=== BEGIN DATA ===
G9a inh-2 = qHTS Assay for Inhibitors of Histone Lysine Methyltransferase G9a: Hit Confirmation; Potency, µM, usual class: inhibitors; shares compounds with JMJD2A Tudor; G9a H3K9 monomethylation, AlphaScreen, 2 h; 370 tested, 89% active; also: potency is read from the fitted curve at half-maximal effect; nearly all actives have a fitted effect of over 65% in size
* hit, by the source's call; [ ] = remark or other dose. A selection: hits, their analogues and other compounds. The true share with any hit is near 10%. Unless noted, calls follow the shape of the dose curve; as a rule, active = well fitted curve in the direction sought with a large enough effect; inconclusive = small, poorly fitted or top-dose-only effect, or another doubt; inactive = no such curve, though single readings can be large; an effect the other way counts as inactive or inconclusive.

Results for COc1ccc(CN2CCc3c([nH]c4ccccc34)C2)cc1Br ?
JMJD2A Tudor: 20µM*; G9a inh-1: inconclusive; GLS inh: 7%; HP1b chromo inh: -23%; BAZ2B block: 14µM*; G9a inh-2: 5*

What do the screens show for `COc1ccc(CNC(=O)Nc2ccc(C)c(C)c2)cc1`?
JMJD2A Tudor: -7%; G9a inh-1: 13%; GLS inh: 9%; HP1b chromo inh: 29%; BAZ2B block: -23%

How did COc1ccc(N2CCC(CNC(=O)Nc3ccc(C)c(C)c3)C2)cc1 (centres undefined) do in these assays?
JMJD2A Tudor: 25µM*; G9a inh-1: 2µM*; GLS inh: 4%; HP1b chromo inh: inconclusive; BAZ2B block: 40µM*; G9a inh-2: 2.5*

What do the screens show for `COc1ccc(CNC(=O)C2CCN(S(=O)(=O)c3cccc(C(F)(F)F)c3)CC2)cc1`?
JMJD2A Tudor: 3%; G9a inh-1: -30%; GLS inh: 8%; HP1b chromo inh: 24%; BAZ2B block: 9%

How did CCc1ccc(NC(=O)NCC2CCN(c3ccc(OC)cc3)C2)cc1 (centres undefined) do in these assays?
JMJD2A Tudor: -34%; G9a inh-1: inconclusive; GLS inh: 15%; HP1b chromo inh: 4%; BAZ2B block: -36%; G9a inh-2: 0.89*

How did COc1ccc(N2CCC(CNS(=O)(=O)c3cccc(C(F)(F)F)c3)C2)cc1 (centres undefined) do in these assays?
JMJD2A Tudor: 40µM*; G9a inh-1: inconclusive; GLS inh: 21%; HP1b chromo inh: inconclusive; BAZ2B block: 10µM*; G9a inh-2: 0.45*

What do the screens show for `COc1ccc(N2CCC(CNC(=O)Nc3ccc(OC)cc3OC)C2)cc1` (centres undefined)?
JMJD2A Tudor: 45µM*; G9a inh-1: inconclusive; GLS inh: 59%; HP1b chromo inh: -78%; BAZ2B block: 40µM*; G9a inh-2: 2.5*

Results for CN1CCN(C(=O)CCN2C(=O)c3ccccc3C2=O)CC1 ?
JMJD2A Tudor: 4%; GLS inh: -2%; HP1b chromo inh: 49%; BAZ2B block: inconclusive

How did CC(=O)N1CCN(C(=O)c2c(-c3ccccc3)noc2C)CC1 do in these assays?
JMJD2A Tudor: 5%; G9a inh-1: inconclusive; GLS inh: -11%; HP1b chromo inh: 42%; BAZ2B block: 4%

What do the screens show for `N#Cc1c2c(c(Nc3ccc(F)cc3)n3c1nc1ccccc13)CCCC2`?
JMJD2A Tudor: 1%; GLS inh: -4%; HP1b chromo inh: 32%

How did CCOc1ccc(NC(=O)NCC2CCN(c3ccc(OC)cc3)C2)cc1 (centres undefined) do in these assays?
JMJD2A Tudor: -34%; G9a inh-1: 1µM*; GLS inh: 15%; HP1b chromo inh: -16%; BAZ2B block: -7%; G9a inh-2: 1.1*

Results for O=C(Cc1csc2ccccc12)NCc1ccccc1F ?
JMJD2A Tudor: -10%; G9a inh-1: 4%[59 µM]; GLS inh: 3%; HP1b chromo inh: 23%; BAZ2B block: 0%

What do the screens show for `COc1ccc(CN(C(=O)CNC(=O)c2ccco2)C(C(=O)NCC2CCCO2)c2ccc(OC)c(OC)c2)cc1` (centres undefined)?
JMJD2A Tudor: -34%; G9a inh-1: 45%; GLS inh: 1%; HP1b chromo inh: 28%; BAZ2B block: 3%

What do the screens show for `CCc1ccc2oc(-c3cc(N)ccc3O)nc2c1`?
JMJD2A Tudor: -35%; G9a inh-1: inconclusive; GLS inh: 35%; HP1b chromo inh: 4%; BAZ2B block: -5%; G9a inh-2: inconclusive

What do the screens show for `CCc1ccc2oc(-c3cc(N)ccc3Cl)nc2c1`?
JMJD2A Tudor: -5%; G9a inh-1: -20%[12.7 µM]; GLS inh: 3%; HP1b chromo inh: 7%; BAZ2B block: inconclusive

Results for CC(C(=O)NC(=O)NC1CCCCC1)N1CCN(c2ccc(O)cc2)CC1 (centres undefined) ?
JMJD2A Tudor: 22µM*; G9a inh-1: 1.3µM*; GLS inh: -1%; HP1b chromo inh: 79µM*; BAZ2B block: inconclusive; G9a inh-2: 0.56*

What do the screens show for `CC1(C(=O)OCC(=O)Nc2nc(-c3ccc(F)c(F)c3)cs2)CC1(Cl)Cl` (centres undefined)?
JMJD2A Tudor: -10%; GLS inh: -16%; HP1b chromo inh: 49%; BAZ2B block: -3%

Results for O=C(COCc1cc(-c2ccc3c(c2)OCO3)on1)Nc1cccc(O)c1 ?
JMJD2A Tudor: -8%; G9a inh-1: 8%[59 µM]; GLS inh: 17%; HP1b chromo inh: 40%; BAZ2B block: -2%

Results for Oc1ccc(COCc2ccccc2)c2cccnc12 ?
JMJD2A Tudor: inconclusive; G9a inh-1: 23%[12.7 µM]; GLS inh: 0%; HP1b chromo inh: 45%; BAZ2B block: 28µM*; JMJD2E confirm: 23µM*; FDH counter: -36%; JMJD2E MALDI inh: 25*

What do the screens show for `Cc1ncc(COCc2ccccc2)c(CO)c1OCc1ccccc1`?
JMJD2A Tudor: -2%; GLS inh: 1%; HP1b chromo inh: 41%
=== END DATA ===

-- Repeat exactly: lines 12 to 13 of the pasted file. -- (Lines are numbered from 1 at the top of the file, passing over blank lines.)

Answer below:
JMJD2A Tudor: -34%; G9a inh-1: inconclusive; GLS inh: 15%; HP1b chromo inh: 4%; BAZ2B block: -36%; G9a inh-2: 0.89*

How did COc1ccc(N2CCC(CNS(=O)(=O)c3cccc(C(F)(F)F)c3)C2)cc1 (centres undefined) do in these assays?